62 public incident, media people are able to spread the topic and get resonance from across the nation. It is a uni que feature in China: environmental NGOs will be much more reliant on media effect for promotion and mobilization, Du said (2008, p. 34). From the media s angle, the interaction and collaboration with environmental NGOs is important as well. Du (2008) poi nted out two points that can be added to the media s benefit. First, the focus of the media should contain a folk perspective, and the voice of environmental NGOs can definitely represent the voice from ordinary people. Second, through making interactions with environmental groups, media people will have a chance to increase professional knowledge and expand their social networks. Moreover, the act of helping environmental NGOs with information dissemination and environmental issues promotion fulfills media s social conscience and the need of being social responsible. The fact that the government is somewhat supportive for media reports on the environment has objectively given more chances for media to put environmental groups on camera. All these have uncov ered the foundation of reciprocal relations between environmental NGOs and the media. Establishing favorable media relations is definitely a feasible and also a necessary strategy for environmental NGOs. T he Increasing Power of NGOs Although this thesis hi ghlights the role of activists in NGOs as public relations practitioners, it does not mean to overlook their position as important publics who are able to influence target corporations name and reputation. Depending on different angles we see NGOs, our depiction and understanding of them therefore vary. This thesis serves as an explication for those who would like to have a better understanding of NGOs advocacy Exploring strategic public relations i n the NGOs contexts provides useful information and guidance to future interaction between NGOs and corporations.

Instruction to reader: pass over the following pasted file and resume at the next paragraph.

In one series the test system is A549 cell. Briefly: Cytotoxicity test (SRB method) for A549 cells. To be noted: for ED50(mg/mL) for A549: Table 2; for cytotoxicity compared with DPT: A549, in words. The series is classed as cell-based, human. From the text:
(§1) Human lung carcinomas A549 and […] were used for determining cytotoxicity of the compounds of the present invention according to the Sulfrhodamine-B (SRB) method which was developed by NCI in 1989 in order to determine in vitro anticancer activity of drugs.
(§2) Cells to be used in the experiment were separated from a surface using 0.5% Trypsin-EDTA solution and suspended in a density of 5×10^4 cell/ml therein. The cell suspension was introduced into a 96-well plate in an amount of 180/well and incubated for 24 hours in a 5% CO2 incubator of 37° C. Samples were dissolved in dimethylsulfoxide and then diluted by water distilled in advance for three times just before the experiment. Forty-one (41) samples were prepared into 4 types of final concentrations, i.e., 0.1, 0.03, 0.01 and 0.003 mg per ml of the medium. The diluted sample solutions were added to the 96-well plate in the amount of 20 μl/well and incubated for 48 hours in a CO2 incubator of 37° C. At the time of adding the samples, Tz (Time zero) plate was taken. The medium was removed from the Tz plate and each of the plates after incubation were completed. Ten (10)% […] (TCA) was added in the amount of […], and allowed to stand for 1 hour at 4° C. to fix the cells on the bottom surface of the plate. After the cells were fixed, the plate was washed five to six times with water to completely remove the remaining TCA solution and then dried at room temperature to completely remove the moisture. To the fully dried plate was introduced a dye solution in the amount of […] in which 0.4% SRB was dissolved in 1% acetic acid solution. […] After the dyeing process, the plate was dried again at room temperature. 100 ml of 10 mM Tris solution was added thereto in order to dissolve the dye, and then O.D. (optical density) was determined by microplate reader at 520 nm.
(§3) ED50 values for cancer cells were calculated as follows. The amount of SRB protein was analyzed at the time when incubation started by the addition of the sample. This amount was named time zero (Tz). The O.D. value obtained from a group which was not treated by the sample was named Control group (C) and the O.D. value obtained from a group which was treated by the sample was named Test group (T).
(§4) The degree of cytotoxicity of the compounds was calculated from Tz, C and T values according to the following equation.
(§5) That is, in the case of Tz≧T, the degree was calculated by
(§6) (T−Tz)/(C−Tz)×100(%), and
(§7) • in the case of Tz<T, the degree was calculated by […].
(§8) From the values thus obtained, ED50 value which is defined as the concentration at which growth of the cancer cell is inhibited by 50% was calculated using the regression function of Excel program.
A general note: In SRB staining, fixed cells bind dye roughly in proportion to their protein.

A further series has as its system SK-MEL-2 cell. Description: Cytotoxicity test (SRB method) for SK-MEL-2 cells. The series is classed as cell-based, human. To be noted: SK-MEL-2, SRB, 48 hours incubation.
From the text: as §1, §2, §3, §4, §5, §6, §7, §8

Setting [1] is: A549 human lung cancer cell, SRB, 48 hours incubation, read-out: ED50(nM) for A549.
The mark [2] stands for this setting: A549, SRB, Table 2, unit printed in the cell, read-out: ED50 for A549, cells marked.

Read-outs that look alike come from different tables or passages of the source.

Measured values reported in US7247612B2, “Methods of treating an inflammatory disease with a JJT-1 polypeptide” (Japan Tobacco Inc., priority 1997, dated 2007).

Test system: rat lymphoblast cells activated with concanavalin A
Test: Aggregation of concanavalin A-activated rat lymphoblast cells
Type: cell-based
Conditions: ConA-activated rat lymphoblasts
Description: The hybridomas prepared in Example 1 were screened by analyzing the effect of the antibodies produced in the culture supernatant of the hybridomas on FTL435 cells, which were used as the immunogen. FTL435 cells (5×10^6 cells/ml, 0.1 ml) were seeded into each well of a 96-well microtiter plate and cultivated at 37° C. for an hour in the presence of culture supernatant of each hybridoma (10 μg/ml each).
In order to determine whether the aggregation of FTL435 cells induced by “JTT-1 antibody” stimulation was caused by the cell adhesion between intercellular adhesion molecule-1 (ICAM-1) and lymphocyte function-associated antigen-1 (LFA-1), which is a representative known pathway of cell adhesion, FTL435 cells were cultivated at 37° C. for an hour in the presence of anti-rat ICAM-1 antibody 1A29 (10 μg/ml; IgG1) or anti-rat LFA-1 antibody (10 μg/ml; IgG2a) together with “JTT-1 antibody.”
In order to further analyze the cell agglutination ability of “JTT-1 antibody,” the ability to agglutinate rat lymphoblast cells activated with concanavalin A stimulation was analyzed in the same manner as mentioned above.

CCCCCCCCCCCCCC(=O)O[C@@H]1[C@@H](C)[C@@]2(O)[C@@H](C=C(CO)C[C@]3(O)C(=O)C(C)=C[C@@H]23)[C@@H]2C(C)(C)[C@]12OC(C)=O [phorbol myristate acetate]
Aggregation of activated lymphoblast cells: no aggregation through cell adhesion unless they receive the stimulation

63 It is undeniable that environmental NGOs power is rising. According to Nye (2004), the information age such as the usage of the Internet and the emerging social media has seen rapid growth of the amount and the scale of environmental NGOs. Those organizations, no matter transnational or national, usually represent broad public interests against individual authority or powerful TNCs, in a way to show their social conscience Their power potential was reflected not only in the ability of directly pressing the government and enterprises change policies, but also in the ability of indirectly influencing people s perception of what the government and enterprises should do (Nye, 2004). He further explained, NGO's do not have coercive hard power, but they often enjoy considerable soft power the ability to get the outcomes they want through at traction rather than compulsion ( 3). Indeed, the soft power is evident in the findings of Chinese environm ental NGOs: the ability to bring various issues into the attention of the government, media, and the public. However, after a close scrutiny of the primary data in this study, one important point needs to be brought to consideration, that is, the overall effectiveness and efficiency of the campaigns Although Chinese environmental NGOs do have the capability of mobilizing the public to accept and reaching consensus on the advocated issues, they have limited power to supervise the actual implementation of the promised policy change. A rough pattern can be depicted according to several cases discussed in the previous chapter. After a conflict has broken out, the target corporations will not make responses to any form of contact and activities initiated by envi ronmental groups. Responses such as news conference or other form of direct conversation with the activist groups will usually take place after a lengthy period, normally several months.